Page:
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The Decline of Stock Picking?

Posted in Big Ideas

How much buying and selling comes from picking stocks rather than assuring diversification by use of stock indices? Is stock picking a dying practice? In their November 2005 paper entitled “Is Stock Picking Declining Around the World”, Utpal Bhattacharya and Neal Galpin model and measure the relative proportions of stock picking and index use in the United States and elsewhere. Their model measures the level of stock picking via the relationship between stock trading volume and firm market capitalization. Using data for stocks in 43 countries (21 developed and 22 emerging) beginning with 1962 in the United States and focusing on 1995-2004 for cross-country analysis, they find that:

  • There is relatively more stock picking in emerging markets than in developed countries. During 1995-2004, the maximum fraction of volume explained by stock picking is 63%, whereas in developed countries it is only 45%.
  • Stock picking is declining for every country, every stock sector/category and every stock.
  • In the United States, the maximum fraction of volume explained by stock picking has declined steadily from a 1960s high of 60% to a 2000s low of 24%.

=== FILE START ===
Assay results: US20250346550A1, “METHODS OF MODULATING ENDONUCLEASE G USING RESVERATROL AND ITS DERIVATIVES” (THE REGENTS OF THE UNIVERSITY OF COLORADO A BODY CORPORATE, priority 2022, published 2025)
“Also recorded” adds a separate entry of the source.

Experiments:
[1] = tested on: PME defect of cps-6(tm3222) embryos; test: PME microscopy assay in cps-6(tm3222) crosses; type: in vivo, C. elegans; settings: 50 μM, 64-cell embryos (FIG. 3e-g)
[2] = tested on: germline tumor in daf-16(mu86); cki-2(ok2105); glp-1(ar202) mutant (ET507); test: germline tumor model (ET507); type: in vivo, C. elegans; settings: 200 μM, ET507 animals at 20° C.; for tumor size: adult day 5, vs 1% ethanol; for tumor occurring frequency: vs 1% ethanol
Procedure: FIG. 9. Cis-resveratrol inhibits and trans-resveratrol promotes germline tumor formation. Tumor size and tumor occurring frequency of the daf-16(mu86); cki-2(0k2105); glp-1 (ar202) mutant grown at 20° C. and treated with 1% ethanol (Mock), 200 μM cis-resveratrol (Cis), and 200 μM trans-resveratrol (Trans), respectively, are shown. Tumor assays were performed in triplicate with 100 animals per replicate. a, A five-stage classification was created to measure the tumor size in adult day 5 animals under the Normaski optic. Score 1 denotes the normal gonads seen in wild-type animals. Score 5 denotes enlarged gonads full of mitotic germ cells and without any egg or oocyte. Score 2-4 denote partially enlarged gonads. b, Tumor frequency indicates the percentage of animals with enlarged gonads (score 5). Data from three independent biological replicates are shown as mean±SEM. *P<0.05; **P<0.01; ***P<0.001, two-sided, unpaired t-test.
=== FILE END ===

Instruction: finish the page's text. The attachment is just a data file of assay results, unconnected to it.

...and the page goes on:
• Stock picking will eventually settle at 11% of trading volume in the United States.
  • In the United States, indexing is popular even in stocks not in the S&P 500 index, although there is more stock picking in small stocks than in large stocks. There is currently more stock picking in AMEX stocks than in NYSE or NASDAQ stocks. There is more stock picking in young firms than in old firms. Stock picking is highest in the telecommunication sector and lowest in the utilities sector.
  • In the United States, the fewer the analysts covering a stock the higher the fraction of volume explained by stock picking. In other words, investors who pick stocks seem to avoid stocks covered by analysts.

The authors note that their research, in combination with that of others, suggests that mutual funds generally emphasize diversification over stock picking. They also note that growth in hedge fund investing could revive stock picking.

The following chart, among several interesting ones in the paper, shows a general decline in the maximum fraction of trading volume explained by stock picking since 1962 for all firms in the United States (“Entire Sample”) and for 400 stocks selected randomly each month (“Random 400”).

The next chart, also from the paper, shows that in the United States, stock picking is consistently more prevalent for young firms than for old firms.

Perhaps the following two factors have increasingly tilted the playing field away from stock picking: (1) the proliferation of engineered indices and Exchange Traded Funds (ETFs); and (2) a decline in the edge of stock pickers as more and more financial information has become immediately available to all investors/traders via the Internet and disclosure-related market reforms.

In summary, investors everywhere have increasingly embraced modern portfolio theory, emphasizing risk management (diversification) over stock picking. The best opportunities for (diligent) stock pickers are the stocks of young, small, obscure, foreign firms.

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